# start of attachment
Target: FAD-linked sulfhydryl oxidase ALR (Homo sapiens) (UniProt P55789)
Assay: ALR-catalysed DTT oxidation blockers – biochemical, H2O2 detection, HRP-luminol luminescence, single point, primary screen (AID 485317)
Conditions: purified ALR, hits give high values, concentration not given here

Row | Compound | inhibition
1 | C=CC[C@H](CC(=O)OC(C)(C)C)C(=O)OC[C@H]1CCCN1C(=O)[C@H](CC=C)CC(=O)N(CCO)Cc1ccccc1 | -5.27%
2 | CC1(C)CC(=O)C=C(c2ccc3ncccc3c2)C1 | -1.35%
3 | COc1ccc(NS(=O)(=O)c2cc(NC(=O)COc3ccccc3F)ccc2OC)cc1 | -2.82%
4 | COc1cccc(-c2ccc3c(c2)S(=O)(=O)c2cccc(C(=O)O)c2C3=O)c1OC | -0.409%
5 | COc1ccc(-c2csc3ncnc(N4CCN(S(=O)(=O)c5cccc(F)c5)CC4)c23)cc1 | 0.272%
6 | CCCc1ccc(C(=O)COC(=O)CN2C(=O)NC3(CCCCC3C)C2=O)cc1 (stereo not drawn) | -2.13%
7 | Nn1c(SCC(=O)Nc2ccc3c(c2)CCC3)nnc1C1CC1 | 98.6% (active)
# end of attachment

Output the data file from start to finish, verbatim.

Target: FAD-linked sulfhydryl oxidase ALR (Homo sapiens) (UniProt P55789)
Assay: ALR-catalysed DTT oxidation blockers – biochemical, H2O2 detection, HRP-luminol luminescence, single point, primary screen (AID 485317)
Conditions: purified ALR, hits give high values, concentration not given here

Row | Compound | inhibition
1 | C=CC[C@H](CC(=O)OC(C)(C)C)C(=O)OC[C@H]1CCCN1C(=O)[C@H](CC=C)CC(=O)N(CCO)Cc1ccccc1 | -5.27%
2 | CC1(C)CC(=O)C=C(c2ccc3ncccc3c2)C1 | -1.35%
3 | COc1ccc(NS(=O)(=O)c2cc(NC(=O)COc3ccccc3F)ccc2OC)cc1 | -2.82%
4 | COc1cccc(-c2ccc3c(c2)S(=O)(=O)c2cccc(C(=O)O)c2C3=O)c1OC | -0.409%
5 | COc1ccc(-c2csc3ncnc(N4CCN(S(=O)(=O)c5cccc(F)c5)CC4)c23)cc1 | 0.272%
6 | CCCc1ccc(C(=O)COC(=O)CN2C(=O)NC3(CCCCC3C)C2=O)cc1 (stereo not drawn) | -2.13%
7 | Nn1c(SCC(=O)Nc2ccc3c(c2)CCC3)nnc1C1CC1 | 98.6% (active)